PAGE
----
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“I decided football was a bit safer but boxing is still a big passion.”

Bartley revealed he’s had great interest in his venture, the 29-year-old said: “Reading is a big place so I’ve had an awful lot of interest from boxers. My first show is on March 26, so we’re just putting things together now. My phone is ringing off the hook but it’s been exciting so far.

“It’s something I can get into now because I work part-time hours as a footballer. I used to go home and sit playing the X-Box or PlayStation, but that’s all stopped now.

“Most days I’m home by 2.30 pm, so I can really get my teeth into these shows.”

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And Bartley believes Diego appreciates his new distraction, saying: “I think I was doing his head in because I kept wanting to walk him. He’d look at me as if he was thinking ‘not again’, so I needed something else to keep me busy and give him a bit of a break.”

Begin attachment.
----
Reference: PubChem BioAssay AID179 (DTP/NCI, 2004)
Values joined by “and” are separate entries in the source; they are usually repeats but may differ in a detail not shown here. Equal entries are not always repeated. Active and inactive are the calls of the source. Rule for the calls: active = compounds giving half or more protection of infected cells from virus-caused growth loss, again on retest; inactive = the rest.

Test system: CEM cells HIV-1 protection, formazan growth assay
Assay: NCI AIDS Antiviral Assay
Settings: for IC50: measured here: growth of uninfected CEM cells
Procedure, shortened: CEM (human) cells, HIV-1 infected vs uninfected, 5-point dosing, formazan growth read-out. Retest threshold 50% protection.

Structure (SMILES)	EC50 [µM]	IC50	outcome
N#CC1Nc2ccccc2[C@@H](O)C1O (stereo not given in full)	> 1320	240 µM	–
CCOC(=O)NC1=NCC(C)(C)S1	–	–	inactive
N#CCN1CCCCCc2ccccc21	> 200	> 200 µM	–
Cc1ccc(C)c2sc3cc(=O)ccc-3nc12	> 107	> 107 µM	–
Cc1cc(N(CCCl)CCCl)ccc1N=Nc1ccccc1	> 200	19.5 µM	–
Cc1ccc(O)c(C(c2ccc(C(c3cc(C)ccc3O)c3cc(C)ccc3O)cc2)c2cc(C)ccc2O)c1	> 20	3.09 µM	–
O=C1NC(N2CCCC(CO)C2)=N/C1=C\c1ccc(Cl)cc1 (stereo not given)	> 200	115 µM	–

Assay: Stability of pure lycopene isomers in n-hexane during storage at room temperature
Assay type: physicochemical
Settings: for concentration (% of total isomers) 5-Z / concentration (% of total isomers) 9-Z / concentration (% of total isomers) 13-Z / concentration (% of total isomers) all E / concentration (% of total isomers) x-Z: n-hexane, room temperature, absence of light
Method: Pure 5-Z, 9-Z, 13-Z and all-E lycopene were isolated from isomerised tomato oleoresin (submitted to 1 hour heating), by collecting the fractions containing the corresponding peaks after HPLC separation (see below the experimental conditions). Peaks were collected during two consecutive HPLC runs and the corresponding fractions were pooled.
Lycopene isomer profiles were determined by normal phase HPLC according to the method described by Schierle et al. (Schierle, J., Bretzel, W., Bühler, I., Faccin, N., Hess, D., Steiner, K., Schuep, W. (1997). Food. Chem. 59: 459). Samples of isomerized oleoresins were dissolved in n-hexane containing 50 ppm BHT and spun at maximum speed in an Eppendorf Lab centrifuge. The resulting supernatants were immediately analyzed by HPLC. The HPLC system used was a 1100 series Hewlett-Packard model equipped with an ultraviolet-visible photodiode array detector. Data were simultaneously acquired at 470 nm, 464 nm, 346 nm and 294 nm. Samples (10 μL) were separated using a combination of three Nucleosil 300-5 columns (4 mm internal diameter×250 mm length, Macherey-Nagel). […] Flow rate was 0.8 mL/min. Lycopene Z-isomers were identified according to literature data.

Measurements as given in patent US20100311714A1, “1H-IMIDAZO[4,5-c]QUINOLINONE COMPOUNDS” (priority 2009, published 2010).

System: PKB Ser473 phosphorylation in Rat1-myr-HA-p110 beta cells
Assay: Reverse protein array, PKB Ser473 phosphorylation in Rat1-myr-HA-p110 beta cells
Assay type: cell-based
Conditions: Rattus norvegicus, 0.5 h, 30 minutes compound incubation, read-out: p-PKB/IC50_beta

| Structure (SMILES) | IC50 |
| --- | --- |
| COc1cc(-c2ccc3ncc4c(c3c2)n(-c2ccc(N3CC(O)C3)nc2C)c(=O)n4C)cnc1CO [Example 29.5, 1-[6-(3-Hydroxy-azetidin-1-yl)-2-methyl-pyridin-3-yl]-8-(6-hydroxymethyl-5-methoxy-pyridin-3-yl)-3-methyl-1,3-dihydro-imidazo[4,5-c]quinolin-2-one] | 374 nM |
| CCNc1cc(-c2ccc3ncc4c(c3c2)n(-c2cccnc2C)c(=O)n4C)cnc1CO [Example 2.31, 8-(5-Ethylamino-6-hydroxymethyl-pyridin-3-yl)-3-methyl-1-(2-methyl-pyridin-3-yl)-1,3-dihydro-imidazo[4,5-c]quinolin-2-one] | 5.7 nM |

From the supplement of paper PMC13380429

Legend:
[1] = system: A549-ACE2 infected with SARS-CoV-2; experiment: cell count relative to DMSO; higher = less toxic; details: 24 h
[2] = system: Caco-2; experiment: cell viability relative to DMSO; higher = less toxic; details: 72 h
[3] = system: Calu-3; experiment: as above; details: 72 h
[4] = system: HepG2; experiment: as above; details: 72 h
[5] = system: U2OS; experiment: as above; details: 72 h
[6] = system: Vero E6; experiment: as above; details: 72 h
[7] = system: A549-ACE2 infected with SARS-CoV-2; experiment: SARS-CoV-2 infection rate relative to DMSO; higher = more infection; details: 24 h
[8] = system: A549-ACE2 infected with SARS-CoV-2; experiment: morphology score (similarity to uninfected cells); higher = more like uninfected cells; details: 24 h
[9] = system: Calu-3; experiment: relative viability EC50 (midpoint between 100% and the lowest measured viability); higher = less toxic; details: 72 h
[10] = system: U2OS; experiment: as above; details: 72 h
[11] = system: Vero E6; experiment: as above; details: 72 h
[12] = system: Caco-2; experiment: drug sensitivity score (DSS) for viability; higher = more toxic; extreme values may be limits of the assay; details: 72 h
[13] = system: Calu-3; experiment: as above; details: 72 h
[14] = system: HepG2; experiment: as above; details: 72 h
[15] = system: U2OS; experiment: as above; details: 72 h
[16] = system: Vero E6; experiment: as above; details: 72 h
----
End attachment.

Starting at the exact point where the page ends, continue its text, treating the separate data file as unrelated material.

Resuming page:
However, Bartley’s first boxing show coincide with Hibs’ home game against Dumbarton but he’s hoping some of his team-mates can help earn him the day off by getting called up for international duty that weekend.

He said: “The show falls on the international break, so I’m kicking the lads up the backside to make sure they keep performing so they get called up for their countries. If they don’t then our fixture won’t get postponed and I’ll be in trouble.

“But my brothers are helping me and they’re based in Reading so if I can’t make it down everything will still be fine.”

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Meanwhile, Bartley insisted he and his team-mates won’t have any trouble in getting their heads round playing at Livingston this evening, the vital Championship match sandwiched between two Scottish Cup derbies with Capital rivals Hearts.

He said: “No game is low key. In professional football every game should be a high. If you start looking at games and think that’s a low and this one’s a high your attitude is wrong and it’s time to pack in.